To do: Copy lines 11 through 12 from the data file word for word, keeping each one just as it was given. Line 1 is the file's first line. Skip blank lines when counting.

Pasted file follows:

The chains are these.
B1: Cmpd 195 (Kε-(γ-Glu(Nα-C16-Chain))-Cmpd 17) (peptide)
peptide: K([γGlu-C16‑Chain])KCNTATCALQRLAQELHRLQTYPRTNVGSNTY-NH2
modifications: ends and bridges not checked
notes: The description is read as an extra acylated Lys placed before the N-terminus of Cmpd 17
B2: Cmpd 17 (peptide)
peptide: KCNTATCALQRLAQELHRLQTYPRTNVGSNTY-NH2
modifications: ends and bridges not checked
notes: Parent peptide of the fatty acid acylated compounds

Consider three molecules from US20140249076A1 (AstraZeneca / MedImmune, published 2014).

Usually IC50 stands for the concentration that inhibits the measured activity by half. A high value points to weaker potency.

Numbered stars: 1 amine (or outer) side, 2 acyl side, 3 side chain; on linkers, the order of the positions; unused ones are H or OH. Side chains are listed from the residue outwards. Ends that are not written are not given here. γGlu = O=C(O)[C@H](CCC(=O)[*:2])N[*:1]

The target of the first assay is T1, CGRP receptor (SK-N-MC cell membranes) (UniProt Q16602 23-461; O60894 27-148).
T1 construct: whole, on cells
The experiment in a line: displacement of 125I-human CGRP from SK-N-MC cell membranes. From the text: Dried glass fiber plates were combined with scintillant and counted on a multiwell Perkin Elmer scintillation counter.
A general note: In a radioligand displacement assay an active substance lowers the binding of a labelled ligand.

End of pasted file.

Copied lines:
Usually IC50 stands for the concentration that inhibits the measured activity by half. A high value points to weaker potency.

Numbered stars: 1 amine (or outer) side, 2 acyl side, 3 side chain; on linkers, the order of the positions; unused ones are H or OH. Side chains are listed from the residue outwards. Ends that are not written are not given here. γGlu = O=C(O)[C@H](CCC(=O)[*:2])N[*:1]